January 2012 marks the one year anniversary of when I started my first position as a teacher librarian. In celebration and in way of thanks for all the help I’ve been given in that year, I am hosting a series of posts this month for new teacher librarians.
Today’s post is by Cathy Potter. I love getting reading recommendations from her and seeing what is happening in her library.
Being a school librarian is a rewarding career. Each day is new and different, especially when several classes are working on research projects at the same time. There are days when I go home feeling like I’ve been stretched in a million directions while my to-do list doubled, but that’s a good sign. It means the library is being used and is an important part of the school. Over the past five years, I’ve learned a lot in my role as a school librarian. Here’s some advice I have for librarians new the profession.
Five Tips for New School Librarians
1) Collaboration is Key!
The library does not function in a vacuum; it’s an integral part of the school. Look for opportunities to work with teachers whenever possible. Start with teachers who express interest in collaborating with you. Word will spread, and soon other teachers will want to get on board. I try to eat lunch with classroom teachers at least once per week. It’s a great way to connect with your colleagues and may lead to opportunities to work together. Don’t forget about staff members such as art, music and physical education teachers. Some of my favorite units of collaboration involve the arts. This year the art teacher, 4th grade teachers and I worked together to develop an interdisciplinary unit involving children’s literature, writing, photography and social studies.
Make connections with librarians at the public library. Over the past several years, I was fortunate to form a great working relationship with the youth services librarian in our town. We planned library card drives, field trips, and a Mock Newbery book club. Don’t forget to invite the public librarian to school at the end of the school year to promote summer reading.
2) Read, Read, Read!
Read often and read widely. In order to recommend books to your students and teachers, you need to know children’s literature. If you’re not sure where to start, begin with books that are part of your state’s book award program. Set goals for yourself. I try to read one or two graphic novels each month. Read outside of your comfort zone. I do not naturally gravitate to fantasy, but I know that fantasy is popular with the kids in my school. I read middle grade fantasy books so that I’m able to make book recommendations to students.
Listen to your students! Kids know what they want, and they will let you know what you’re missing in the library. I try to keep a clipboard handy so that I can keep track of titles and topics kids ask for each week. If a student recommends a book that he or she enjoyed, I add it to my to-be-read pile. I first learned about Diary of a Wimpy Kid in 2007 from a fifth grade boy who loaned me his personal copy.
Read reviews regularly. I read a variety of journals (Kirkus, School Library Journal and Horn Book), but I also find kidlit blogs invaluable in helping me stay up-to-date. Use goodreads.com to keep track of what you read and what you plan to read. It’s free, and it will help you stay organized. I often refer back to my Good Reads shelves when I’m ordering books for the library. If you have a question about a book, just send a message to one of your friends on Good Reads.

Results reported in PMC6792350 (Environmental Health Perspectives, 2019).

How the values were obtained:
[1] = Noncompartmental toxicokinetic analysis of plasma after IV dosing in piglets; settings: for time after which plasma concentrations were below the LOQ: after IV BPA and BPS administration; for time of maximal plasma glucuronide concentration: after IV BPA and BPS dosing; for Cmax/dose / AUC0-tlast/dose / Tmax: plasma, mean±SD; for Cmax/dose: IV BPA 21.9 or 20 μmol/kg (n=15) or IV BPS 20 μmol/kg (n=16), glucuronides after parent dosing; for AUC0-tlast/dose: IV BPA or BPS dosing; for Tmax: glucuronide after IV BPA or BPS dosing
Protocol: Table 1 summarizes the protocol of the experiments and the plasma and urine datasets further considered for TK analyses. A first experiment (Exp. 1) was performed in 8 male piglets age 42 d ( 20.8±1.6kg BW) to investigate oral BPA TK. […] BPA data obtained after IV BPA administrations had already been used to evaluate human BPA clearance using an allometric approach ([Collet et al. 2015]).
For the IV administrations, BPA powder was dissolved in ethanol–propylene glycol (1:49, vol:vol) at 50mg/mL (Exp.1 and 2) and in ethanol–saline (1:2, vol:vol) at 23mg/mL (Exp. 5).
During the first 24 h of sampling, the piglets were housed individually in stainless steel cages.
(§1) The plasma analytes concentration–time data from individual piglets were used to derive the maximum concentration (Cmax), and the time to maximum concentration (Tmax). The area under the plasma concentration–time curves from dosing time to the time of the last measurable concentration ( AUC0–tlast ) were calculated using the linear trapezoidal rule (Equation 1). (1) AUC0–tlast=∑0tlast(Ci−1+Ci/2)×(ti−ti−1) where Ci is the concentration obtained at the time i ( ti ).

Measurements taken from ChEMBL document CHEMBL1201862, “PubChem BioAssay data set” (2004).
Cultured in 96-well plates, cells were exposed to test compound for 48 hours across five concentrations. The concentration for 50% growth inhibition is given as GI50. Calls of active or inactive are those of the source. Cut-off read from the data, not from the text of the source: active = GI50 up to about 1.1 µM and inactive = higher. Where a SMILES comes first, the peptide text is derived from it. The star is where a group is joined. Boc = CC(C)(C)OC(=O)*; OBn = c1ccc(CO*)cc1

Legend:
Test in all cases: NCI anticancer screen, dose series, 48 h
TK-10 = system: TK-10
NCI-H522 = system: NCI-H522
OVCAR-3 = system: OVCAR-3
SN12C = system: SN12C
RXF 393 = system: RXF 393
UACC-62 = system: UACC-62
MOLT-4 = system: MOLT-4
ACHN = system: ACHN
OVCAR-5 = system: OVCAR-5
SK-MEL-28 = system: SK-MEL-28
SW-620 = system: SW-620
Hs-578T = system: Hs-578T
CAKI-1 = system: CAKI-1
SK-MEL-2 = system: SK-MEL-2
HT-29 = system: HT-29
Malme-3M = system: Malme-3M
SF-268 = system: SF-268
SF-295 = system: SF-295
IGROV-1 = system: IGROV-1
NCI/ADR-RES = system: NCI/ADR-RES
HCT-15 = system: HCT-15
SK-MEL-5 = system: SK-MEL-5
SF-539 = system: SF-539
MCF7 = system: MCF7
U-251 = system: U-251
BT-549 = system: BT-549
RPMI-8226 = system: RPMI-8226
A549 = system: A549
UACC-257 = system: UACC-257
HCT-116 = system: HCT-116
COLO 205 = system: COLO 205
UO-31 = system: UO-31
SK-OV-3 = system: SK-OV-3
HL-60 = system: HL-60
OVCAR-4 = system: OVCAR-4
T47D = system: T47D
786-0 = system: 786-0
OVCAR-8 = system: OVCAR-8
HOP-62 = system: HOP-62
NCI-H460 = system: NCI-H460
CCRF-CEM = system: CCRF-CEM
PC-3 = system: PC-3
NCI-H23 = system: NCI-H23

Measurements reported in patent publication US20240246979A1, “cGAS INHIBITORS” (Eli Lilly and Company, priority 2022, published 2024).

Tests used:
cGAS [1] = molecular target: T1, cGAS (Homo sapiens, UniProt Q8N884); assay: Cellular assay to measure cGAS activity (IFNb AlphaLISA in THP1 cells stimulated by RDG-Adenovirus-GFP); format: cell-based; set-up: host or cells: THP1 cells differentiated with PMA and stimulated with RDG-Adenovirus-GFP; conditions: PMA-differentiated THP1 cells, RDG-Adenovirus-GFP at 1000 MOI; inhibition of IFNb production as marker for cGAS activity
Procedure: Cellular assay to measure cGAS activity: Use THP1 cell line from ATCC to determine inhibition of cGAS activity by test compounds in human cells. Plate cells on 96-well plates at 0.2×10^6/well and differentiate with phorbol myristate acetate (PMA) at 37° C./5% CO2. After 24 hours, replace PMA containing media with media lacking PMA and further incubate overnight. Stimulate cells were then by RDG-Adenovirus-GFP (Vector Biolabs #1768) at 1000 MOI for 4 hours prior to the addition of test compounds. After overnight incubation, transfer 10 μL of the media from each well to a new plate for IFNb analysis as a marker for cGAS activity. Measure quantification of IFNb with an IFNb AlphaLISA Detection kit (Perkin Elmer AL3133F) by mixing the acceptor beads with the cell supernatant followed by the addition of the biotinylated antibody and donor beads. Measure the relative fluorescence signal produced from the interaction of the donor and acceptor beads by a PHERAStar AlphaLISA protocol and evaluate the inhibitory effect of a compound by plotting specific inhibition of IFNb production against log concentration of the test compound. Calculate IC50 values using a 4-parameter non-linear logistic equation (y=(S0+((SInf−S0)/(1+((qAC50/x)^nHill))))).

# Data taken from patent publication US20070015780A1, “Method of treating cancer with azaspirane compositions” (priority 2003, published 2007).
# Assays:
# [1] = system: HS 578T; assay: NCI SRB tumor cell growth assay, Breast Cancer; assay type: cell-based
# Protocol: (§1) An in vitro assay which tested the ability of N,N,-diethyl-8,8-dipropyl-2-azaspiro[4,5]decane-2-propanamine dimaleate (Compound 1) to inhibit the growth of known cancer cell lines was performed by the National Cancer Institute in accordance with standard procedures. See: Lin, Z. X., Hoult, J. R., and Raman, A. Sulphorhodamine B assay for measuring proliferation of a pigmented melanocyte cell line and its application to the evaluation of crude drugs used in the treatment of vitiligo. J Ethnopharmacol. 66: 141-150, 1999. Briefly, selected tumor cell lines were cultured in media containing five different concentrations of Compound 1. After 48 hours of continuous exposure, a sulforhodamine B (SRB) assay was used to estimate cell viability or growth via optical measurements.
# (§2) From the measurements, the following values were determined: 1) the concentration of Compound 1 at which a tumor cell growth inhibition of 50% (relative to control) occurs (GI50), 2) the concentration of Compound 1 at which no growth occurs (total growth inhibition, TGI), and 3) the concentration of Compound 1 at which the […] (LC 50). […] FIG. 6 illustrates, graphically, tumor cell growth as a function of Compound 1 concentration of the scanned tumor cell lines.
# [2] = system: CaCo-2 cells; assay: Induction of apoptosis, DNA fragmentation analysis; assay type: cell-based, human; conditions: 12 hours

3) Create a web presence.
It’s an ideal way to communicate with students, teachers and parents about new books, online resources, and library programs. Be sure to update your site throughout the year. Adding new content will encourage users to return to your site regularly. Students visit our school library site to view book trailers, photos of students working library and video projects created by classes. http://mrspotter.edublogs.org/
Mr. Schu’s Watch-Connect-Read site is an excellent resource for book trailers: http://mrschureads.blogspot.com/
4) Reach out to parents.
You are a resource to the families in your school. Offer to be a guest speaker at PTO meetings. Welcome parent volunteers into the library. They will become your biggest cheerleaders in the community. Write about library lessons & units in school newsletters. Parents are often surprised when they find out their children are learning how to evaluate web site, create content using technology, ethically use information, and research using print and online sources. Many adults remember their school libraries from thirty years ago. They have memories of kind ladies sitting behind desks stamping books. I love showing parents how school libraries have evolved over time.
5) Develop a support system.
Join your state library organization and reach out to other librarians in your district. It’s helpful to have a network of people you can turn to for advice. There are many experienced school librarians who will offer support if you ask. Use social networks as part of your professional learning network. Twitter is an effective (and free) way to connect with others in your profession. Look for librarians, teachers, technology integrators, authors and illustrators to follow. I constantly learn about books, resources, and apps through Twitter. My students have taken part in a number of Skype author visits because of connections I’ve made on Twitter.
Remember to smile and share your love of books and technology. Your enthusiasm is contagious and will encourage kids and teachers to return to the school library day after day.
Cathy Potter is a K-5 school librarian in Maine. She spent twelve years teaching 5th and 6th grade before making the transition to the library. Cathy co-authors the Nonfiction Detectives blog along with her good friend, Louise.
Look for Cathy on Twitter @cppotter .